Having been an admirer of the work of the artist who did the cover design for this album, I chose to purchase the vinyl edition when it came out in August.
Although the liner notes on the back of the album listed the composer as (the obviously pseudonymous) Anne Nonimous, word was already out among music afficionados that these were the latest orchestral creations written by Rednaxela A. Krih.
If you’re a regular reader of my column you’re probably aware that Ms. Krih is a celebrated Ukrainian composer of short experimental musical works.
Within two weeks of release the album was in the top ten on Billboard’s Classical Albums Chart.
While shorter than any ever written — averaging three minutes — it is not a misnomer to call these symphonies. They are indeed ”elaborate compositions for full orchestra, in multiple movements”—and I‘ll go out on a limb and add that many are masterpeieces of the genre.
The liner notes go into great detail of each composition’s theme and the composer’s intent.
Distilled, I would say that all thirty-one of the pieces are driven by the leitmotif of Time — each in some way incorporating the ticking of a clock. The titles theselves ellicit many diverse aspects of how our lives are touched by Time. From the personal and mundane “Waiting Room” and the “Tyranny of The Time Clock” to the more spacial and cosmic “Distance As Measure Of Time” and “Anatomy Of Time”.
Ms. Krih is quoted “These pieces are minatures and giants at the same time.
In over four decades of creation and innovation, my curiosity and need to fit disparate elements into a cohesive, magical whole continue to reveal to me windows and doors where others only see bare walls. To me life is a collage.”
At the start of September a bold new unexpected element of this project emerged.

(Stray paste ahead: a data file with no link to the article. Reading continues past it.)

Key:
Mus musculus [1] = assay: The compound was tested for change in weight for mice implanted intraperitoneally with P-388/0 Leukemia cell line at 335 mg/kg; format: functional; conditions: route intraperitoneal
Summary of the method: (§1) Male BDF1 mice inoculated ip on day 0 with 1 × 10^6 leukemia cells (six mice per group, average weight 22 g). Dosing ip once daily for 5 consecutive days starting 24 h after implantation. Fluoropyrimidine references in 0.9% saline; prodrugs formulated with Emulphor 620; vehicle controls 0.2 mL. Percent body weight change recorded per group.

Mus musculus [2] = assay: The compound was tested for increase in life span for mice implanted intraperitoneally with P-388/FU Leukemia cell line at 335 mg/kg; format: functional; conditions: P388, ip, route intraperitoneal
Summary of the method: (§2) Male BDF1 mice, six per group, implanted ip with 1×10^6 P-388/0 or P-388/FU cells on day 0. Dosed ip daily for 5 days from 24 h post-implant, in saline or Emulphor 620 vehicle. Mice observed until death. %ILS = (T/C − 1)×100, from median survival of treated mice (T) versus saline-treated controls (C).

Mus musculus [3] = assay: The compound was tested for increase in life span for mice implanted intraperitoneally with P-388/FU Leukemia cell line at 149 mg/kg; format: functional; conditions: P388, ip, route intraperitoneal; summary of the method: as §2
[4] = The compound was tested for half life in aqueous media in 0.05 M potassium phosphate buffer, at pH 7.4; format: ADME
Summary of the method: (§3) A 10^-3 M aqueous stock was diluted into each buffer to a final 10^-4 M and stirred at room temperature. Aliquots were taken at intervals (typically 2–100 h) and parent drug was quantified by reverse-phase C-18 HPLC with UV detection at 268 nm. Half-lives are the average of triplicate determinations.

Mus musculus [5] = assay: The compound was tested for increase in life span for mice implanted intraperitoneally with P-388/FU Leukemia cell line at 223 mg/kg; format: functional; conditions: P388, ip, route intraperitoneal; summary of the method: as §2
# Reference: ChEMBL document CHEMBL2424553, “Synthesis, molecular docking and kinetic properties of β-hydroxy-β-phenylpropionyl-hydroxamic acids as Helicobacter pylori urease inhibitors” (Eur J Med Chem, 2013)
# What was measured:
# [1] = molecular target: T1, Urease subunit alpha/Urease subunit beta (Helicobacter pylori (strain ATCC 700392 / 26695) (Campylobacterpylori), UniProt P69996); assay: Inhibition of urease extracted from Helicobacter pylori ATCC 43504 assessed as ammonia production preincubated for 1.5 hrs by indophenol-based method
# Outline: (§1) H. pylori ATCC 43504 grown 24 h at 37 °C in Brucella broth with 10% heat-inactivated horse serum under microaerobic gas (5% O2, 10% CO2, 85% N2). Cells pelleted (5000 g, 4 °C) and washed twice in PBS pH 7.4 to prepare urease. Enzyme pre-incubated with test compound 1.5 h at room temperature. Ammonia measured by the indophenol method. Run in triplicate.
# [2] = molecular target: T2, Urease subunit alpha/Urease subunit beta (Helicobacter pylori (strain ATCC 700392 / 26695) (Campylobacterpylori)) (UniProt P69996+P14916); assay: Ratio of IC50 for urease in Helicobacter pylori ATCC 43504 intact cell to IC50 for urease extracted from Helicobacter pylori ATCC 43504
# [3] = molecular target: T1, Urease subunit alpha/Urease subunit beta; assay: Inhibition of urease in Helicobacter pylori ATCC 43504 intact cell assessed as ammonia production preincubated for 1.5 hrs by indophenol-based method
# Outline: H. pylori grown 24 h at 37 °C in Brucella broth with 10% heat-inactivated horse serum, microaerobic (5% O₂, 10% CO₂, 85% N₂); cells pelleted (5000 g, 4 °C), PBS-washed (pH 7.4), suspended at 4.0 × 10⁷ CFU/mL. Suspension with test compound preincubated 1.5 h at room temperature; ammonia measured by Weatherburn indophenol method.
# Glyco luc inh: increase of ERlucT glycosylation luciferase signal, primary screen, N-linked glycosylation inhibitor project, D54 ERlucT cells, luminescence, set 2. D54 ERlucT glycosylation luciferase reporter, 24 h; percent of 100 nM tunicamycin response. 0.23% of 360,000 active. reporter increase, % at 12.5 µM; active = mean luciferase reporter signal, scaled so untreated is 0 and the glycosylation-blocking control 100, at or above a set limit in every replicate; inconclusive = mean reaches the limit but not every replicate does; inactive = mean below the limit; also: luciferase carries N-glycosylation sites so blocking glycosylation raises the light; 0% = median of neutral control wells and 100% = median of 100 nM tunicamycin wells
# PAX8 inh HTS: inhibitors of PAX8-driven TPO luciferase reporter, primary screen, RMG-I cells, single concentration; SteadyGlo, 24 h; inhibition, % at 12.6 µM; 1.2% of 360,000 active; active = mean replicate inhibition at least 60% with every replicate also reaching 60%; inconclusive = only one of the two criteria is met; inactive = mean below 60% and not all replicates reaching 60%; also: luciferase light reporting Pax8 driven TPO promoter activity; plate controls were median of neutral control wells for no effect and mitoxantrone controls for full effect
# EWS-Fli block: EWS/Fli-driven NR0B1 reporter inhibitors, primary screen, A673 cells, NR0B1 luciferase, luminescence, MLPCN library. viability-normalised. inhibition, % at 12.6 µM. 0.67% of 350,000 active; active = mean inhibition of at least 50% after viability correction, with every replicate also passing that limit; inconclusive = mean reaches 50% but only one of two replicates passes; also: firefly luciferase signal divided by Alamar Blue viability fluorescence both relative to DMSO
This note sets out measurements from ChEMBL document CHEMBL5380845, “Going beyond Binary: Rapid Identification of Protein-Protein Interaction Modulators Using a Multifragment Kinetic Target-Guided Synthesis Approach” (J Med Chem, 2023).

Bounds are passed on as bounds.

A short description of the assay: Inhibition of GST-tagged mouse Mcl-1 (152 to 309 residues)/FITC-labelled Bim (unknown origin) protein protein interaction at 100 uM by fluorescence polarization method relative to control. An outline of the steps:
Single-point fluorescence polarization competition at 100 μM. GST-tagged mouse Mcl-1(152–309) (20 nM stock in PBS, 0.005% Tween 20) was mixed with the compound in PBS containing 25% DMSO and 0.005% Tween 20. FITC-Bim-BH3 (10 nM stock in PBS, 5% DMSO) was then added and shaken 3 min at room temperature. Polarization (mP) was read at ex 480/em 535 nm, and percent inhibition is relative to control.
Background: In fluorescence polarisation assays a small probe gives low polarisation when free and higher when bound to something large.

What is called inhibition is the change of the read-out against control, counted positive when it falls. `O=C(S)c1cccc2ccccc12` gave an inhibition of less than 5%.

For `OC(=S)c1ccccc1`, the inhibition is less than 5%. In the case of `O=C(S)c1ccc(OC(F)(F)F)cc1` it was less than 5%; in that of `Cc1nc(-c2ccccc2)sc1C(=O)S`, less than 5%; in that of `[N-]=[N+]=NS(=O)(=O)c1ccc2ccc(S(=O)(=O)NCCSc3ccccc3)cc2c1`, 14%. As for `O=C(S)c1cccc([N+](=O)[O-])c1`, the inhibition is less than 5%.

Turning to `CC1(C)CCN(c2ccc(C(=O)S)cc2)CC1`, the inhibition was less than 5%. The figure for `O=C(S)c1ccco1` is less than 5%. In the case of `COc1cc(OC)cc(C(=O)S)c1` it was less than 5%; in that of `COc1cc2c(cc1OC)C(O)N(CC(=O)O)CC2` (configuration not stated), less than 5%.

The first of the symphonies was re-released to the public—in two versions, both including a vocal track, both with different words.
Every day thereafter there were two more re-issues of the following numbered symphony with two different variations of evocative words molded around the cadances of the original music.
The beautiful vocal track on all these releases has been credited to the Harlem Choir of Anomalous Voices.
Ms. Krih, in another masterstroke of her creativite spirit, explains that the lyrics for these pieces are “in fact a collaboration”.
“I wanted to tell a story that would go with each symphony,” she writes.
“I began working with an innovative new writing software called RemingtonWrite. We took turns writing lyrics to each symphony and then added what we had to supplement each symphony. I, or rather I should say we, are calling it ‘Our Hours’.”
I highly recommend exploring the original 31 symphonies here.
The updated versions — the so called “Our Hours” vocal versions will continue to be re-issued through the end of September. In the end there will be an additional 62 word symphonies.
There are links at the bottom of this page at Anomalous Duo Records which will take you to where the lyrics of both lyricists are printed.
© AleXander Hirka 2020. All Rights Reserved.
Read RemingtonWrite’s version here:
In August 2020, I set myself the challenge of creating a daily digital collage based on an image and a concept. The image was that of the antique Omega watch that belonged to my Mom and the concept was Time.
In September 2020, the Anomalous Duo is challenging themselves to write a short piece of fiction for each collage — the Our Hours project.